The Immigration and Checkpoints Authority (ICA) on Tuesday issued a stern warning against individuals looking to enter sham marriages to bypass local immigration laws.
"ICA will not hesitate to take action against those who have submitted their applications under false representations and have their immigration facilities revoked," it said in a statement.
It highlighted a case where Singaporean Quek Mu Lian, 35, and China national Yu Dan, 28, were arrested in December 2012 and sentenced to six weeks and one month in jail respectively for their marriage registered in May last year. Quek, a heavy gambler and unemployed at the time, was tempted to make a quick buck off Yu when she told him that she was keen to stay in Singapore for a longer term. He then abetted Yu to enter a marriage of convenience, and asked her for $15,000. They registered their marriage in May 2012, and Yu obtained a long term visit pass under Quek's sponsorship.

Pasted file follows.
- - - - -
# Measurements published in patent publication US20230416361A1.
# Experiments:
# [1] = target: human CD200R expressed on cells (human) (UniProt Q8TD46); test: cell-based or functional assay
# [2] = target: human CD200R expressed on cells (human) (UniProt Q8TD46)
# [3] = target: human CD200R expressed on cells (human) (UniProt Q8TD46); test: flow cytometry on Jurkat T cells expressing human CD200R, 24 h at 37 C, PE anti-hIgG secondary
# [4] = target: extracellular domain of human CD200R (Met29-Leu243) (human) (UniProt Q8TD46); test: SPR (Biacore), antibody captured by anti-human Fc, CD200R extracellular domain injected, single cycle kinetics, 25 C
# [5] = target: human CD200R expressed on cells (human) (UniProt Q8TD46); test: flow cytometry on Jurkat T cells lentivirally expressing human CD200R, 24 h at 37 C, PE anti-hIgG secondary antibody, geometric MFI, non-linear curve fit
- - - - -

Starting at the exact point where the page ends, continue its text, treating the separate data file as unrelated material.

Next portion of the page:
The pair was charged under Sec 57(1)(k) of the Immigration Act, which allows for a maximum penalty of a fine up to $4,000 or a jail term of 12 months, or both. Under the revised Immigration Act for sham marriages registered on or after Dec 19, 2012, however, culprits will be liable for a maximum penalty of a fine up to $10,000 or a jail term of 10 years, or both.
The Straits Times understands that no one has been charged under the revised act.